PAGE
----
RALPH ADAMO has taught at Xavier since 2007. He is the author of six books of poetry, most recently Waterblind: New & Selected Poems. He won a Louisiana Endowment for the Arts (1998), National Endowment for the Arts (2003), the first Marble Faun Prize for Poetry (1997),an Open Society Institute's Katrina Media Grant (2006). He has edited New Orleans Review (1993-99),Barataria Review (1978-80),and now Xavier Review. He graduated from University of Arkansas MFA in 1974.
ASHLEA ADAMS is a freelance writer and graduate student at the University of West Florida. She was born in Hopkinsville, KY, and spent her childhood persuading others that there was (and is) in fact a dragon on the moon. This love for the fantastic has led to her passion for Speculative Fiction today. When she’s not staying up too late writing or reading, she is usually chasing down her two sons. Her latest short story “Poppies” is available in "MCSI: Magical Crime Scene Investigation." You can follow her on Facebook, Twitter, and Instagram @ashleanadams.
LYNNE BARRETT's anthology Making Good Time: True Stories of How We Do, and Don't, Get Around in South Florida has just been published by Jai-Alai Books. Her third story collection Magpies received the Florida Book Awards fiction gold medal, and her handbook What Editors Want guides writers through the submissions process. Her recent fiction and nonfiction can be found in New Flash Fiction Review, River Teeth's Beautiful Things, Necessary Fiction, Mystery Tribune, The Miami Rail, The Southern Women’s Review, Flash! Writing the Very Short Story, and Just to Watch Them Die: Crime Stories Inspired by the Songs of Johnny Cash. A recipient of the Edgar Award for best mystery story, Barrett teaches in the MFA program at Florida International University and is editor of The Florida Book Review.
JESSICA BORSI is an MFA Candidate in Fiction at Florida International University and normally lives in the Panhandle with a donkey. She writes reviews for Florida Book Review, and her lyric essay on science fiction can be found in So To Speak.
SARAH BASIL is an MFA candidate in Nonfiction at the University of South Florida. Her work appears or is forthcoming in The Fourth River, Electric Literature, Water~Stone Review, and others. She is the founding nonfiction editor for Every Pigeon, an online literary journal, and currently serves as a Guest Editor for The Florida Review's upcoming feature on erasure works. Right now, Sarah is finishing her first book, a fragmented memoir.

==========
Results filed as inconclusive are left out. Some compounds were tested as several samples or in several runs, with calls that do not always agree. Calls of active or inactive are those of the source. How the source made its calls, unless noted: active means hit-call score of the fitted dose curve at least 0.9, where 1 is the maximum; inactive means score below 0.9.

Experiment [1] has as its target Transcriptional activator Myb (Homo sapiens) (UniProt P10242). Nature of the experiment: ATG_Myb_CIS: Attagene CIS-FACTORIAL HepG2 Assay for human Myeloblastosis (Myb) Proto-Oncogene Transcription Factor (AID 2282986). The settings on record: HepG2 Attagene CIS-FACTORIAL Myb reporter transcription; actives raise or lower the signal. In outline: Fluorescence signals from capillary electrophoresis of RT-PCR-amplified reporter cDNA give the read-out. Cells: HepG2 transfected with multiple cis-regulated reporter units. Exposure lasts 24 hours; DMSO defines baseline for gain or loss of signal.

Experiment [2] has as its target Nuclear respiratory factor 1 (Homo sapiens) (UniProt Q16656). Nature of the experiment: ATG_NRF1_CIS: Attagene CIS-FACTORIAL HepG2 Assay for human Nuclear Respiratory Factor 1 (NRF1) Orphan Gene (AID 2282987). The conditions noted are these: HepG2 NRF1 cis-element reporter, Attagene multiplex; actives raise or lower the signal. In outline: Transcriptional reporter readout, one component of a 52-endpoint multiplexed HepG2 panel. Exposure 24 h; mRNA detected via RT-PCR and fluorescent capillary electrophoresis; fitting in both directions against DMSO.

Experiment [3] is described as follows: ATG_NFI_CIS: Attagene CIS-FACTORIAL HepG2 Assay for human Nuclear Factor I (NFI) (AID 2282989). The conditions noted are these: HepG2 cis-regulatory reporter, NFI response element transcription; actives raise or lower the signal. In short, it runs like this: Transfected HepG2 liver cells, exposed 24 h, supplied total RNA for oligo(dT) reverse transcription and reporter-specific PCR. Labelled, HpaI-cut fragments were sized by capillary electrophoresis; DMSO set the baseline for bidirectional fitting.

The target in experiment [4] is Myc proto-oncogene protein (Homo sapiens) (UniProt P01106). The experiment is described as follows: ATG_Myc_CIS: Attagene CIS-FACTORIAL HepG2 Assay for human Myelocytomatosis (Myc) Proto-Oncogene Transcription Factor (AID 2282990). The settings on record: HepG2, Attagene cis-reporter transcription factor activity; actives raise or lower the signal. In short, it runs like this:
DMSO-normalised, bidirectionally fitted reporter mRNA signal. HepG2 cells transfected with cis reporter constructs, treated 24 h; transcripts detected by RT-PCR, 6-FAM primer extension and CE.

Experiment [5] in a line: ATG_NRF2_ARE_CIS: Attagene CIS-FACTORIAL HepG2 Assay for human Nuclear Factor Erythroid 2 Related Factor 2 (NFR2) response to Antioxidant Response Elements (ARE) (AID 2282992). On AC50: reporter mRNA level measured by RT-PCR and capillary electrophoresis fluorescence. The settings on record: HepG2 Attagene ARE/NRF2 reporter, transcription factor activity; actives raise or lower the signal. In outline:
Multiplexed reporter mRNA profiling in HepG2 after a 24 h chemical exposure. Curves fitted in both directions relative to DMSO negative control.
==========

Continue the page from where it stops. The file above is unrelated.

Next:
RANDY BATES's credits include a book of nonfiction, Rings: On the Life and Family of a Southern Fighter (FSG), a poetry chapbook, Dolphin Island (Finishing Line Press), and fellowships from the NEA and the Louisiana Arts Council. He has work just out or forthcoming in the Apalachee Review and the Chattahoochee Review and publications in Ploughshares, Prairie Schooner, Grand Street, the Southern Review, the Boston Globe, and the Los Angeles Times. He teaches at the University of New Orleans, where he is nonfiction editor of Bayou Magazine.
JONATHAN FINK is the author of two poetry collections: The Crossing (Dzanc, 2015) and Barbarossa: The German Invasion of the Soviet Union and the Siege of Leningrad (Dzanc, 2016). His poems have appeared in The New York Times Magazine, Poetry, New England Review, TriQuarterly, Slate, The Southern Review, and Virginia Quarterly Review, among other publications. He has received the Editors’ Prize in Poetry from The Missouri Review and fellowships from the National Endowment for the Arts and the Florida Division of Cultural Affairs. Jonathan is Professor and Director of Creative Writing at the University of West Florida, where he also edits Panhandler Magazine and Panhandler Books.
CHARLOTTE PENCE Director of Creative Writing at University of South Alabama
ADAM PRINCE is Writer in Residence at University of South Alabama.